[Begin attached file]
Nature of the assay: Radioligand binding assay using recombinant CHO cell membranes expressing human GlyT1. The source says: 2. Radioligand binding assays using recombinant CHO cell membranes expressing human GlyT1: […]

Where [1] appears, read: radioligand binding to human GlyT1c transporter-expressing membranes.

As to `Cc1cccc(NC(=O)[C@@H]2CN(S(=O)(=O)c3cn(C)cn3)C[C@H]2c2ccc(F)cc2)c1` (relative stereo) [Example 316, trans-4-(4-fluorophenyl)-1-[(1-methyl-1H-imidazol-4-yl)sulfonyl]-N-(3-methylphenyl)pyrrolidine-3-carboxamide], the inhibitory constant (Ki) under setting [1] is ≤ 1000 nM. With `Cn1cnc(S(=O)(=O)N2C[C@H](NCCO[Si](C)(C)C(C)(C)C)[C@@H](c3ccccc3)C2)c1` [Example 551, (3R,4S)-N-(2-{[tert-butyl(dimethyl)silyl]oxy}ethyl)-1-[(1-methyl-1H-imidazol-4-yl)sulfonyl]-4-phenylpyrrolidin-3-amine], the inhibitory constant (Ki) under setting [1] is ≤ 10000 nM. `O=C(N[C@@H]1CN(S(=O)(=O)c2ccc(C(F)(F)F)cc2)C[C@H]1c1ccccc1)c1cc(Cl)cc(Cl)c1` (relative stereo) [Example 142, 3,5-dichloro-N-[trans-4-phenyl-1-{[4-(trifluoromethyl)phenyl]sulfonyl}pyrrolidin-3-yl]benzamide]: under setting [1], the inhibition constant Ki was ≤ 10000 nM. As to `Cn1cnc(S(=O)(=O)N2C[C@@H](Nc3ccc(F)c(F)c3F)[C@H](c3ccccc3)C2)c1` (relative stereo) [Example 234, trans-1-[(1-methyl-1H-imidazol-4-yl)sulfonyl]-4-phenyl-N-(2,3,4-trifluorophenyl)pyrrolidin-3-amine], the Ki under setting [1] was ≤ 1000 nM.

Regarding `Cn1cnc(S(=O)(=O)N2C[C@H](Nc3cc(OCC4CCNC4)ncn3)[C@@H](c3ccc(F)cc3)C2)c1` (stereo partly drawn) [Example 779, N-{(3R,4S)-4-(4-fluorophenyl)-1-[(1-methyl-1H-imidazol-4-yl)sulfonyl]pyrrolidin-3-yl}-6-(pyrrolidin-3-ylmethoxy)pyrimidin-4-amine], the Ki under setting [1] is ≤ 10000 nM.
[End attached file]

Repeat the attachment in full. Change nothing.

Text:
Nature of the assay: Radioligand binding assay using recombinant CHO cell membranes expressing human GlyT1. The source says: 2. Radioligand binding assays using recombinant CHO cell membranes expressing human GlyT1: […]

Where [1] appears, read: radioligand binding to human GlyT1c transporter-expressing membranes.

As to `Cc1cccc(NC(=O)[C@@H]2CN(S(=O)(=O)c3cn(C)cn3)C[C@H]2c2ccc(F)cc2)c1` (relative stereo) [Example 316, trans-4-(4-fluorophenyl)-1-[(1-methyl-1H-imidazol-4-yl)sulfonyl]-N-(3-methylphenyl)pyrrolidine-3-carboxamide], the inhibitory constant (Ki) under setting [1] is ≤ 1000 nM. With `Cn1cnc(S(=O)(=O)N2C[C@H](NCCO[Si](C)(C)C(C)(C)C)[C@@H](c3ccccc3)C2)c1` [Example 551, (3R,4S)-N-(2-{[tert-butyl(dimethyl)silyl]oxy}ethyl)-1-[(1-methyl-1H-imidazol-4-yl)sulfonyl]-4-phenylpyrrolidin-3-amine], the inhibitory constant (Ki) under setting [1] is ≤ 10000 nM. `O=C(N[C@@H]1CN(S(=O)(=O)c2ccc(C(F)(F)F)cc2)C[C@H]1c1ccccc1)c1cc(Cl)cc(Cl)c1` (relative stereo) [Example 142, 3,5-dichloro-N-[trans-4-phenyl-1-{[4-(trifluoromethyl)phenyl]sulfonyl}pyrrolidin-3-yl]benzamide]: under setting [1], the inhibition constant Ki was ≤ 10000 nM. As to `Cn1cnc(S(=O)(=O)N2C[C@@H](Nc3ccc(F)c(F)c3F)[C@H](c3ccccc3)C2)c1` (relative stereo) [Example 234, trans-1-[(1-methyl-1H-imidazol-4-yl)sulfonyl]-4-phenyl-N-(2,3,4-trifluorophenyl)pyrrolidin-3-amine], the Ki under setting [1] was ≤ 1000 nM.

Regarding `Cn1cnc(S(=O)(=O)N2C[C@H](Nc3cc(OCC4CCNC4)ncn3)[C@@H](c3ccc(F)cc3)C2)c1` (stereo partly drawn) [Example 779, N-{(3R,4S)-4-(4-fluorophenyl)-1-[(1-methyl-1H-imidazol-4-yl)sulfonyl]pyrrolidin-3-yl}-6-(pyrrolidin-3-ylmethoxy)pyrimidin-4-amine], the Ki under setting [1] is ≤ 10000 nM.